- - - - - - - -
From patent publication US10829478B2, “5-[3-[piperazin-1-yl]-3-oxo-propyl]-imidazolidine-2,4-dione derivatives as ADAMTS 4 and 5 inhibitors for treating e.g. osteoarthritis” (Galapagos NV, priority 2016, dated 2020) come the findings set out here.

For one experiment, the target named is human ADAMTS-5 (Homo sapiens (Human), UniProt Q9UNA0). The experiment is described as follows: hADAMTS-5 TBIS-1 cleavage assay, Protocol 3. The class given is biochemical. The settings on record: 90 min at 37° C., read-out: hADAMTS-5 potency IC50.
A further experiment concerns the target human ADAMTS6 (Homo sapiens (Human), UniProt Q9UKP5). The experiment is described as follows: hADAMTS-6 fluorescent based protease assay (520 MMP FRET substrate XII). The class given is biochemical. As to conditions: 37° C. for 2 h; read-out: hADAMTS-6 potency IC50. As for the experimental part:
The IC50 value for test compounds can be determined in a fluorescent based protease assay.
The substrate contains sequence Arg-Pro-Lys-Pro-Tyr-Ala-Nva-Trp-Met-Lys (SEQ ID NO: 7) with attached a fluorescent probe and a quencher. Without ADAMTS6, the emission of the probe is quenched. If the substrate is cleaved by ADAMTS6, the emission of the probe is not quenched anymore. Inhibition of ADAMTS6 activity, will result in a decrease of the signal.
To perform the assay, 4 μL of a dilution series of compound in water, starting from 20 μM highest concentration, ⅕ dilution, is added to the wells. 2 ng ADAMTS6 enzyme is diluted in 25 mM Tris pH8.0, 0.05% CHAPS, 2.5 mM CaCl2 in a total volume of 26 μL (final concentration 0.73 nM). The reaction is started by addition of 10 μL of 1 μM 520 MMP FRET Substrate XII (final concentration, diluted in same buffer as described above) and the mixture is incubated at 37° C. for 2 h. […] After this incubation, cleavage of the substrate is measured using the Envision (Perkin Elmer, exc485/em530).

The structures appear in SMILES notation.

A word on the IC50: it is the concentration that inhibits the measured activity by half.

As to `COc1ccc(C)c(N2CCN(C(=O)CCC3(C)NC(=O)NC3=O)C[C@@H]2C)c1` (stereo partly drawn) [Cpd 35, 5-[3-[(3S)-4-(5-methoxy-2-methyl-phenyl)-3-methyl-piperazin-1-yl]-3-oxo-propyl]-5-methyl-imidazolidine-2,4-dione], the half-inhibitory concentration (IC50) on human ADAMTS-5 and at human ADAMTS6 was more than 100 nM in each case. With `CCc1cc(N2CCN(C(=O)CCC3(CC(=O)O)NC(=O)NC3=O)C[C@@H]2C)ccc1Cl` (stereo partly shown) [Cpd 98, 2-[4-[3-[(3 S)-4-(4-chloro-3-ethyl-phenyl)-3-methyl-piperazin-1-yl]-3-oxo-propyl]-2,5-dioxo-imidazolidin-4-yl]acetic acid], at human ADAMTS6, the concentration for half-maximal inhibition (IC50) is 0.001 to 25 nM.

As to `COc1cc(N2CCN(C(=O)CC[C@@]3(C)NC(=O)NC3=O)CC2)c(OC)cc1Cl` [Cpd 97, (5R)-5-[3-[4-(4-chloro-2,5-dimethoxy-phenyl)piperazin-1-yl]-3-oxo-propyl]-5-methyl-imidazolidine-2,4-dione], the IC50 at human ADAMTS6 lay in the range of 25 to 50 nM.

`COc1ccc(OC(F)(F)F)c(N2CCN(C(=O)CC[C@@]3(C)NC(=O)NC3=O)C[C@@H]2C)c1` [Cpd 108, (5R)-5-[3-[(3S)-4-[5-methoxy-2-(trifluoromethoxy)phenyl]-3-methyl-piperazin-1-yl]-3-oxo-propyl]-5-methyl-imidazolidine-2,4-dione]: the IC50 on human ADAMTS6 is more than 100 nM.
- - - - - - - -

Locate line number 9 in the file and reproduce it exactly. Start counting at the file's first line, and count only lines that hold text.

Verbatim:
As to `COc1ccc(C)c(N2CCN(C(=O)CCC3(C)NC(=O)NC3=O)C[C@@H]2C)c1` (stereo partly drawn) [Cpd 35, 5-[3-[(3S)-4-(5-methoxy-2-methyl-phenyl)-3-methyl-piperazin-1-yl]-3-oxo-propyl]-5-methyl-imidazolidine-2,4-dione], the half-inhibitory concentration (IC50) on human ADAMTS-5 and at human ADAMTS6 was more than 100 nM in each case. With `CCc1cc(N2CCN(C(=O)CCC3(CC(=O)O)NC(=O)NC3=O)C[C@@H]2C)ccc1Cl` (stereo partly shown) [Cpd 98, 2-[4-[3-[(3 S)-4-(4-chloro-3-ethyl-phenyl)-3-methyl-piperazin-1-yl]-3-oxo-propyl]-2,5-dioxo-imidazolidin-4-yl]acetic acid], at human ADAMTS6, the concentration for half-maximal inhibition (IC50) is 0.001 to 25 nM.